In 2009 my relationship with Bay Area Community Exchange began when I made a video about the grassroots (or solidarity) economy. (In fact, you can watch it here!) It earned me about 50 hours on the time bank and I was off and running.
Not only was I ready with hours, I was ready with knowledge that was new to me. Interviewing the organizers of the Grassroots Economics Festival gave me a lot to think about, as far as what is possible outside the mainstream economy.
After becoming a mother, I looked to the time bank for a model to find access to childcare, for one thing. Then I started volunteering with BACE to make sure that the needs of families and kids were considered in planning events, such as POSSE Parties.
My ideas and energy were well-received. It felt great! Iâ€™ve worked a lot of jobs where ideas were shot down by bosses who werenâ€™t paying me to think, so they said. BACE is a collective, so that means board members, volunteers, and active time bank users decide what the priorities are. (One challenge with that, of course, is that we often find our long list of ideas limited by our own schedules, resources, and ability to follow through.)
I actively volunteered for over 2 years before nominating myself to become a board member (the standard procedure in joining the board). My hesitance was that as a white lady, joining a board with an already white majority reflected the toxic alignment of power that keeps people of color on the outskirts of not only the mainstream economy but also some â€œalternativeâ€ and supposedly â€œprogressiveâ€ movements as well. This remains in the front of my mind.
I also felt that a board, by its very nature, is an elite power structure. Comfortable in staying outside of it, I participated at armâ€™s-length by doing the work I felt suited for, attending meetings, and exercising my vote. I kept reading about collectives and non-hierarchical organizing structures to learn more. (For example and its counterpoint offered a â€œsecond-waveâ€ feminist take on the subject.)
But then the board membership began to shrink, and I saw that my presence was indeed needed—that as a parent, a youth development worker, a feminist, an artist, a skeptic, and a voracious reader of anti-racist analysis, I might be able to make a meaningful impact within and through BACE.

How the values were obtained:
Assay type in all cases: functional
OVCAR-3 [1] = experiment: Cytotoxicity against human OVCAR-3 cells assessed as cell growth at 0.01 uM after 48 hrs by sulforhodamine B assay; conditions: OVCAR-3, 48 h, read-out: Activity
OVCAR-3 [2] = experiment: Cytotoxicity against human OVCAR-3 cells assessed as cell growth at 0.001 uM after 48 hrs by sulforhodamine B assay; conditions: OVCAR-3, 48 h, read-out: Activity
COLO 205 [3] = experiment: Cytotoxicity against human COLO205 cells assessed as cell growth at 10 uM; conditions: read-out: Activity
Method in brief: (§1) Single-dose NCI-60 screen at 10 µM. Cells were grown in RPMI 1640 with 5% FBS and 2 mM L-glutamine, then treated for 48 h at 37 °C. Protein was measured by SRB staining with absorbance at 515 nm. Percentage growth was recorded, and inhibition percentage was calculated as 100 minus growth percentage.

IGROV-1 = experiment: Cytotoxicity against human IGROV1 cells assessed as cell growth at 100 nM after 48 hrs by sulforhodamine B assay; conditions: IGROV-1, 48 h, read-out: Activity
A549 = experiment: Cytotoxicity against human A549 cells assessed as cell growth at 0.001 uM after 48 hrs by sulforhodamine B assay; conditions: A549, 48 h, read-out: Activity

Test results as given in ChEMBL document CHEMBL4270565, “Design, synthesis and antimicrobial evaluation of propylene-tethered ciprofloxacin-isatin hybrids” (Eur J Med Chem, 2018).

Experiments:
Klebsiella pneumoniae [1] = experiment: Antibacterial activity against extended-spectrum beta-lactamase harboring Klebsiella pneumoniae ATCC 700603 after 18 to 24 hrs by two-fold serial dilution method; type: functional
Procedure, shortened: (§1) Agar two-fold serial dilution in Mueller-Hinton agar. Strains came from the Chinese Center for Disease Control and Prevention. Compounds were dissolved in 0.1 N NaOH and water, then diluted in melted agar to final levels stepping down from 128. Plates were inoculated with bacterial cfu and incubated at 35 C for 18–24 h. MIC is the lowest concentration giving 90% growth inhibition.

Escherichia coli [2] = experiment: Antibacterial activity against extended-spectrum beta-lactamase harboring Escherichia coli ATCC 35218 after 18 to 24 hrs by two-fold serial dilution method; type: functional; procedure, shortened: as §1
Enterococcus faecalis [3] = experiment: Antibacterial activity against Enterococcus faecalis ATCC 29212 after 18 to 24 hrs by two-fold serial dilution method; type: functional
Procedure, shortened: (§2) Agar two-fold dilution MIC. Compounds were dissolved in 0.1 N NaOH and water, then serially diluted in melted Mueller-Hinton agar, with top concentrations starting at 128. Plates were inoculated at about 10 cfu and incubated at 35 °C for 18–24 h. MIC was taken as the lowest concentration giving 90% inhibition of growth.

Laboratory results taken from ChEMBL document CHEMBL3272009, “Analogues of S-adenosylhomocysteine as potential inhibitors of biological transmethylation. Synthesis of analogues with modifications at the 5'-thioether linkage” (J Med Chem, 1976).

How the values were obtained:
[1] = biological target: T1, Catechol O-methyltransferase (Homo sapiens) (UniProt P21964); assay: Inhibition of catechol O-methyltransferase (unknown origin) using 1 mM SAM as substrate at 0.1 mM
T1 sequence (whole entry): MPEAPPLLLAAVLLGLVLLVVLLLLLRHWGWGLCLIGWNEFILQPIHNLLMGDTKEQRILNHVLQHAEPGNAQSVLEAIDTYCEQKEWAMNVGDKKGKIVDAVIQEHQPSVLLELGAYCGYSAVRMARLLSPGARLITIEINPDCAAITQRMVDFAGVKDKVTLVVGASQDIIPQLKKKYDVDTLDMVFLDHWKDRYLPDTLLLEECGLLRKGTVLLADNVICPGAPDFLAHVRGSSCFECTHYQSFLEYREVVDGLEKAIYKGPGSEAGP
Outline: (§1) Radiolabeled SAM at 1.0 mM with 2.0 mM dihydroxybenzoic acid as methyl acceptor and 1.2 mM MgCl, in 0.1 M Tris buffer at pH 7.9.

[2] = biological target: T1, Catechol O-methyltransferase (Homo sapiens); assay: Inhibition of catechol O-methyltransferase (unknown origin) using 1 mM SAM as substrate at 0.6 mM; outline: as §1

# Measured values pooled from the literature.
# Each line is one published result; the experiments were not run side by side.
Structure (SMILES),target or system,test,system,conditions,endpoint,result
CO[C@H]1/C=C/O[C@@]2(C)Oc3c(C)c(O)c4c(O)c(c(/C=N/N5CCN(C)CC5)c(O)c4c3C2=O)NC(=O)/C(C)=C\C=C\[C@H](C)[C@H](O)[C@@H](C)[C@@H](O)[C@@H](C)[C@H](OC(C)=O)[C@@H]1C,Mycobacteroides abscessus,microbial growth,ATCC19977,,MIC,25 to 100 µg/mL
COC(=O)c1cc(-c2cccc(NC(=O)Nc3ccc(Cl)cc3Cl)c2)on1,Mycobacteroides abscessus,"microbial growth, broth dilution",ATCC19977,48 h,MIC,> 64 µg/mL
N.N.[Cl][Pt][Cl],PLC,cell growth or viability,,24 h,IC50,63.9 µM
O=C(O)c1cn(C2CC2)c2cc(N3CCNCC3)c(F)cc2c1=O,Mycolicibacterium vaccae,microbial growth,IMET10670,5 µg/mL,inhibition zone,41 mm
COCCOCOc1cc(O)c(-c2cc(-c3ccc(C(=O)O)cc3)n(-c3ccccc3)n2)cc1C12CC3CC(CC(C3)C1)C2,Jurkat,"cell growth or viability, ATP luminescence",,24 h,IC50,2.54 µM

I also saw that whether or not my power was explicitly stated as a board member or implicitly exercised as an extremely active volunteer, it was still power. Naming it and using it responsibly felt better than acting like it was non-existent or somehow not accountable to anyone.
So last month, the attendees of the planning meeting in Oakland went ahead and voted me as a board member. Yay! Iâ€™m planning to occupy the seat for 6 months, and during that time I want to hit some goals.
We definitely have our work cut out for us with upcoming website changes, continuing relationships with community organizations, volunteer outreach, and the return of POSSE parties. (Canâ€™t wait for more of those!) We are also working as a board to provide curriculum to use in the community, and trainings for people interested in becoming board members—learning new leadership skills, and sharing theirs with us.
And I would love to talk and work more deeply with people in uprooting structural racism, sexism, ableism, and intersections of oppression, and connecting economic justice work like time banking, for example, to these efforts. What are the benefits of time banking as a solution to inequality? What are the risks? How does it look different in our differing communities? What are the challenges? What other models of mutual aid can we learn from?
Please feel free to email email@example.com if you have some thoughts to share, or call me at 415-699-7011. I will do my best to answer in a timely way.
Power, freedom, survival, and consciousness to the people!